The relative role of sadharana or sanatana dharmas, and prithag dharmas, or varnasrama dharmas, is a key element in the evolution of modern Hinduism. It could be argued that during the medieval period of Indian history, the varnasrama dharmas or the prithag dharmas eclipsed the sadharana or sanatana dharmas, and that one of the major contributions of Mahatma Gandhi to modern Hinduism is that he foregrounded sadharana or sanatana dharmas over varnasrama or prithag dharmas, when he emphasised the importance of ahimsa (non-violence), satya (truth), brahmacarya (celibacy), and so on. Mahatma Gandhi may not have been alone in this. Normally when these dharmas are discussed in the Smrtis, varnasrama dharmas or prithag dharmas are discussed first, and the discussion is then followed by a discussion of sadharana or sanatana dharmas. However, when Shri Swaminarayan (1781-1830) prepared his Shiksha Paddhati in the early years of the 19th century, in Gujarat, he also prioritised sadharana or sanatana dharmas over varnasrama or prithag dharmas.
It is, therefore, ironic that some detractors of Hinduism use the term sanatana dharma as a synonym for casteism, when the term sanatana carries the opposite connotation.
It has sometimes been suggested that the term sanatana dharma is a modern invention. This mistaken perception seems to have arisen because, when Swami Dayananda Saraswati (1824-1883) launched his Arya Samaj movement, many traditionalists, who opposed these reforms, started calling themselves sanatanis. This is a very specific and context-bound designation. The use of the word in this sense was already becoming obsolete during the lifetime of Mahatma Gandhi, who declared that “I call myself a Sanatani Hindu… because (1) I believe in the Vedas, the Upanisads, the Puranas and all that goes by the name of Hindu scriptures and therefore in avatars and rebirth; (2) I believe in the Varnasrama Dharma in a sense, in my opinion, strictly Vedic but not in its present popular and crude sense; (3) I believe in the protection of the cow in its much larger sense than the popular; (4) I do not disbelieve in idol-worship.” Both literary and epigraphic evidence militates against the view that sanatana dharma is a modern term. The Puranas and the Smrtis clearly employ the expression sanatana dharma, though the precise dates of these texts are hard to determine. At this point, epigraphic evidence comes to our aid. VV Mirashi has drawn attention to the Khanapur plates found in the Satara district of Maharashtra, which he places in the sixth century. In these plates, the donee is described as “sruti-smrti-vihita-sanatana-dharma-karma-nirataya”. That is to say, the donation was made to a priest who was engaged in performing the duties of Sanatana Dharma.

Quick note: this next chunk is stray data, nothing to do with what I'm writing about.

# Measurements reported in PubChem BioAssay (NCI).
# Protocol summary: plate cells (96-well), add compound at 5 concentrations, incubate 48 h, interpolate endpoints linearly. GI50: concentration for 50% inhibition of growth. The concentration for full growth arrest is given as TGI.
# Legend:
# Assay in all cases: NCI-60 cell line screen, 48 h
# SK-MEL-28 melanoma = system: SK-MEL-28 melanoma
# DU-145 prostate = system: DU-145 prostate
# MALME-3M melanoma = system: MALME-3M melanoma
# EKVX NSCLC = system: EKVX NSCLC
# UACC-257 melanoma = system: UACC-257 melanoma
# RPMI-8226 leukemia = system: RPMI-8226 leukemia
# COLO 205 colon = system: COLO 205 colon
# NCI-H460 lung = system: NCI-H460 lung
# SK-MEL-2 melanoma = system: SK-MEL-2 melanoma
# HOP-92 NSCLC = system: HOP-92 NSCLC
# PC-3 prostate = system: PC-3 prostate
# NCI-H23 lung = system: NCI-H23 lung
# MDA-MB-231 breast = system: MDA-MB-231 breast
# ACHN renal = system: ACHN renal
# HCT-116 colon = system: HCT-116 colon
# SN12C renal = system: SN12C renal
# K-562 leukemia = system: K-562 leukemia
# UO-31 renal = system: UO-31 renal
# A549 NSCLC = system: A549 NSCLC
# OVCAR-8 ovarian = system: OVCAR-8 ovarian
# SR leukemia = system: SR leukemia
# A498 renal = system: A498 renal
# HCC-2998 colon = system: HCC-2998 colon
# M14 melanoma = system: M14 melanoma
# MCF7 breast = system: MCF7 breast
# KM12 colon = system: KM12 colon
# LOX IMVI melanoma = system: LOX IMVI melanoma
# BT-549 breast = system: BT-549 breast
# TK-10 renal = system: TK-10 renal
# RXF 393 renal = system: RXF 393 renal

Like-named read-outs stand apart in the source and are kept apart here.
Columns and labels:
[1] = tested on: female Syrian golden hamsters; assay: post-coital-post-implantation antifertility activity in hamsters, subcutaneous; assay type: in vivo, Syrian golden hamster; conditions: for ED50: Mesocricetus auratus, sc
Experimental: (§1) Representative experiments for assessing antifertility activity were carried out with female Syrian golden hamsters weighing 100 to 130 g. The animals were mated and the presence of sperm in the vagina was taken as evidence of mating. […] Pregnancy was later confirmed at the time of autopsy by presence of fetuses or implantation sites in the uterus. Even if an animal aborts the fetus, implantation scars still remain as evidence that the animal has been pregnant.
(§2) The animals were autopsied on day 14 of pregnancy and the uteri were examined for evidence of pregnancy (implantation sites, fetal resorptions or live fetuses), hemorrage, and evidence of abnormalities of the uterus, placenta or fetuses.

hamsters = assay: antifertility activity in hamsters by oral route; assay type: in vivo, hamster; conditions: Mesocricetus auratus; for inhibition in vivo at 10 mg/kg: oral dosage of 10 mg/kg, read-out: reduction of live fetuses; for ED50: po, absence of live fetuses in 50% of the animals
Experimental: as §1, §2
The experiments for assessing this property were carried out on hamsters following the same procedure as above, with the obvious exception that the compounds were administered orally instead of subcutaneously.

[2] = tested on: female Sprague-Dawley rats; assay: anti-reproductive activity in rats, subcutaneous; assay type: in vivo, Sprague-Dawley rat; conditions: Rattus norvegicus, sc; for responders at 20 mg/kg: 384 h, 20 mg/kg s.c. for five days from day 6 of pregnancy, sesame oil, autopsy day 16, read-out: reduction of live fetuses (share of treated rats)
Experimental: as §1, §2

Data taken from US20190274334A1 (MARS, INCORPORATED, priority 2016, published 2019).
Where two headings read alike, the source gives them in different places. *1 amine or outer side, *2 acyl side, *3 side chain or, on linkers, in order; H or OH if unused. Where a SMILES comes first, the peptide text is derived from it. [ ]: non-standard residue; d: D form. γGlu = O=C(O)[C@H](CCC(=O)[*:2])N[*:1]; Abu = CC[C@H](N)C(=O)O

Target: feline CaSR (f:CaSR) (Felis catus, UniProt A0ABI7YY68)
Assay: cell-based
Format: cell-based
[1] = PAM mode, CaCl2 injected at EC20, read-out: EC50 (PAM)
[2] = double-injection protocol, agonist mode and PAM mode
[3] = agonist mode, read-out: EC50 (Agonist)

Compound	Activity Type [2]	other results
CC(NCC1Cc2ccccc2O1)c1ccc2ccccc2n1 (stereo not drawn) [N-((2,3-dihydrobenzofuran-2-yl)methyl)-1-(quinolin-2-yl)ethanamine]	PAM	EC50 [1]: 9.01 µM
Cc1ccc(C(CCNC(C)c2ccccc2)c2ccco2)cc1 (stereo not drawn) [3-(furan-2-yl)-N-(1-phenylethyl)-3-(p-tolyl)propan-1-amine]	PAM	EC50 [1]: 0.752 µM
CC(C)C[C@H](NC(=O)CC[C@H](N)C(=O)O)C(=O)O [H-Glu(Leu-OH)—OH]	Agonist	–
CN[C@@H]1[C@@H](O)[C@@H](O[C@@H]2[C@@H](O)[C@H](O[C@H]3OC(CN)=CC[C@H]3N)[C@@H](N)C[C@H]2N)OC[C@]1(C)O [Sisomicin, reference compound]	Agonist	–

Perhaps the time has come for us to recognise that the word we have been using for our tradition, namely Hinduism, is not a Hindu word and that the Hindu term for Hinduism is sanatana dharma. And then we might also realise what that expression really means, as S Radhakrishnan pointed out, that a tradition built forever must forever build.
Arvind Sharma is the Birks Professor of Comparative Religion at McGill University, Montreal. He is the author of , among other titles, Hermeneutics and Hindu Thought and Hinduism and Its Sense of History